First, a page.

It got so bad in my company that I once advocated hiring programmers at age 13, taking them out of school and exploiting them until age 23. At 23 we would force them to retire and finance them to finish high school and college, then move on to some other career. Needless to say, I didn't get very far with that policy.

    What should we expect? The whole profession of engineering is based on the concept of incrementally adding to and improving on past experience, from the Romans up to today. Every time a bridge collapses or some other engineering disaster occurs, the public demands that we learn lessons and never ever commit that error again. After 2,000 years of that, how much innovation can you expect?

    Contrast that with what is happening at Google. According to reports, Google employees dink around with their own ideas. Sometimes they show up for work on Monday with a bit of prototype code, then they circulate it around the company looking for reactions. The winners survive and the losers disappear without any bridges collapsing or innocent people being killed. That's what so great about software -- it is so easy to prototype. To fully exploit it, you need people who don't know what they can't do.

    There was a great book called Computer Wars [amazon.com] made the same point about innovation and corporations rather than individuals. The book's point was that if and when the time comes to change the base business model and technology upon which the company was founded, that the founders feel threatened and the company fails. The battle fields re littered with the corpses of countless companies that fell victim to that trap. Now think of Google again. If and when the day comes that the Internet is no longer the big thing, will Google be flexible enough to reinvent itself or will it just die?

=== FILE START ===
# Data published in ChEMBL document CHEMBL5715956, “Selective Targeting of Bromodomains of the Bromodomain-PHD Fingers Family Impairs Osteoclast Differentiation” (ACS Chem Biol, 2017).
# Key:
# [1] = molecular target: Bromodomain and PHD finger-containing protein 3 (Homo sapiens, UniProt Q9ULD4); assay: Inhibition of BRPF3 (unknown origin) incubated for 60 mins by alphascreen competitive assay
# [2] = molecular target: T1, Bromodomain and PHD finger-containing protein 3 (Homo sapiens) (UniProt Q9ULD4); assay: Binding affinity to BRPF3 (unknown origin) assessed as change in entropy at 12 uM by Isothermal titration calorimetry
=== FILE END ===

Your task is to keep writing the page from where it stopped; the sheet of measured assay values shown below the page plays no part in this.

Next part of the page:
How about yourself? if someday the sun came up and the Internet was no longer important, could you reinvent yourself? Can you even imagine that possibility? Probably not -- your thinking box won't allow for such possibilities.
    • by gillbates (106458)

      How about yourself? if someday the sun came up and the Internet was no longer important, could you reinvent yourself? Can you even imagine that possibility?

      Yes, because I got a degree in computer science, not programming.

      Were I to be suddenly transplanted to an Amish community tomorrow, I would have no problem finding ways of improving the efficiency of otherwise manual processes through critical analysis of their process*. The same techniques used to optimize algorithms and model complex phenomen

    • Most difficult were engineers who learned clever tricks to conserving memory in their programming. As Moore's progressed, those skills devalued, then became worthless, and finally became negative in value.

      They're not worthless and never will be. There are segments of the industry (say Google) who are constantly pushing the boundaries: they want to process more and more data, and do it faster. Every incremental improvement in efficiency translates into real cost savings. To process and serve more data, yo
    • by Vellmont (569020)

      Engineers are trained to build on experience, and they expect their experiences to add to their value synergistically as the years pass. The idea that past experience could have negative value was a threat to their personal credos and their career strategy.

      In general I agree. I just think too many people aren't trained to think of the environment constantly changing, and having to adapt to a new environment. The thing to get really good at is adaption, rather than getting really good at one particular bel